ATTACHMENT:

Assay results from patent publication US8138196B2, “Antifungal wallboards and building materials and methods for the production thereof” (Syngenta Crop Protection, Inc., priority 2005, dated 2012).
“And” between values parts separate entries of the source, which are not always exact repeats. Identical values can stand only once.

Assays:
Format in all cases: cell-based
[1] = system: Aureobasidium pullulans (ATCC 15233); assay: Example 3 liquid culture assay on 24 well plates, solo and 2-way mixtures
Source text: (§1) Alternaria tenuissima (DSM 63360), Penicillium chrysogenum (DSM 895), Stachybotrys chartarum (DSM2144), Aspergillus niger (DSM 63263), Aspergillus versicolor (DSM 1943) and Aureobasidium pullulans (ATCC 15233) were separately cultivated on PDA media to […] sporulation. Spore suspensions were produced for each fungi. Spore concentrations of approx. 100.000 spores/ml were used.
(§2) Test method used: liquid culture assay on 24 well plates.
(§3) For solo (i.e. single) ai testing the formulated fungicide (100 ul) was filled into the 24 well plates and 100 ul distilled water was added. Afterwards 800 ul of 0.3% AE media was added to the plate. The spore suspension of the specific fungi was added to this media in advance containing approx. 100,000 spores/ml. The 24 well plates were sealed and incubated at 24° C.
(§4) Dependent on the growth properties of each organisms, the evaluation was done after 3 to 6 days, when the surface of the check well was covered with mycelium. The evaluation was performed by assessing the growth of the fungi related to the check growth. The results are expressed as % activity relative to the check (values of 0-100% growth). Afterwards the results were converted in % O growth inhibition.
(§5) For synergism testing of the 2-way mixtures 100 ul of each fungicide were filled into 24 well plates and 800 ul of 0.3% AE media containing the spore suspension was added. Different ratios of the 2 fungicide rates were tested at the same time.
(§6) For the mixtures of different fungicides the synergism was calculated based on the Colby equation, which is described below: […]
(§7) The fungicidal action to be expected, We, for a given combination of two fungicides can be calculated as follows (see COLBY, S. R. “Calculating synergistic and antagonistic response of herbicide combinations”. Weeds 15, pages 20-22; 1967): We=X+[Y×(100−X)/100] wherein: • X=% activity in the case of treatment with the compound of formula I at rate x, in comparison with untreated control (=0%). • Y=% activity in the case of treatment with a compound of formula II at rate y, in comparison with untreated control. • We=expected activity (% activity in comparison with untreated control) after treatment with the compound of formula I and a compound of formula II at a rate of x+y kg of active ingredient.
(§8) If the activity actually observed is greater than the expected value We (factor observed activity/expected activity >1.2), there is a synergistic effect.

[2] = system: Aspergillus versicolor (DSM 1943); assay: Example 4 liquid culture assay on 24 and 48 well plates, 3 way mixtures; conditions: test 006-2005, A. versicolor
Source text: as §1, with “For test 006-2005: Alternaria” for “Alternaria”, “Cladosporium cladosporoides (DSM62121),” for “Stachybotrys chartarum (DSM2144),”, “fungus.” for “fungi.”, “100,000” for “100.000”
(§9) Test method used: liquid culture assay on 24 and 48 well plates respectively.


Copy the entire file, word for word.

Assay results from patent publication US8138196B2, “Antifungal wallboards and building materials and methods for the production thereof” (Syngenta Crop Protection, Inc., priority 2005, dated 2012).
“And” between values parts separate entries of the source, which are not always exact repeats. Identical values can stand only once.

Assays:
Format in all cases: cell-based
[1] = system: Aureobasidium pullulans (ATCC 15233); assay: Example 3 liquid culture assay on 24 well plates, solo and 2-way mixtures
Source text: (§1) Alternaria tenuissima (DSM 63360), Penicillium chrysogenum (DSM 895), Stachybotrys chartarum (DSM2144), Aspergillus niger (DSM 63263), Aspergillus versicolor (DSM 1943) and Aureobasidium pullulans (ATCC 15233) were separately cultivated on PDA media to […] sporulation. Spore suspensions were produced for each fungi. Spore concentrations of approx. 100.000 spores/ml were used.
(§2) Test method used: liquid culture assay on 24 well plates.
(§3) For solo (i.e. single) ai testing the formulated fungicide (100 ul) was filled into the 24 well plates and 100 ul distilled water was added. Afterwards 800 ul of 0.3% AE media was added to the plate. The spore suspension of the specific fungi was added to this media in advance containing approx. 100,000 spores/ml. The 24 well plates were sealed and incubated at 24° C.
(§4) Dependent on the growth properties of each organisms, the evaluation was done after 3 to 6 days, when the surface of the check well was covered with mycelium. The evaluation was performed by assessing the growth of the fungi related to the check growth. The results are expressed as % activity relative to the check (values of 0-100% growth). Afterwards the results were converted in % O growth inhibition.
(§5) For synergism testing of the 2-way mixtures 100 ul of each fungicide were filled into 24 well plates and 800 ul of 0.3% AE media containing the spore suspension was added. Different ratios of the 2 fungicide rates were tested at the same time.
(§6) For the mixtures of different fungicides the synergism was calculated based on the Colby equation, which is described below: […]
(§7) The fungicidal action to be expected, We, for a given combination of two fungicides can be calculated as follows (see COLBY, S. R. “Calculating synergistic and antagonistic response of herbicide combinations”. Weeds 15, pages 20-22; 1967): We=X+[Y×(100−X)/100] wherein: • X=% activity in the case of treatment with the compound of formula I at rate x, in comparison with untreated control (=0%). • Y=% activity in the case of treatment with a compound of formula II at rate y, in comparison with untreated control. • We=expected activity (% activity in comparison with untreated control) after treatment with the compound of formula I and a compound of formula II at a rate of x+y kg of active ingredient.
(§8) If the activity actually observed is greater than the expected value We (factor observed activity/expected activity >1.2), there is a synergistic effect.

[2] = system: Aspergillus versicolor (DSM 1943); assay: Example 4 liquid culture assay on 24 and 48 well plates, 3 way mixtures; conditions: test 006-2005, A. versicolor
Source text: as §1, with “For test 006-2005: Alternaria” for “Alternaria”, “Cladosporium cladosporoides (DSM62121),” for “Stachybotrys chartarum (DSM2144),”, “fungus.” for “fungi.”, “100,000” for “100.000”
(§9) Test method used: liquid culture assay on 24 and 48 well plates respectively.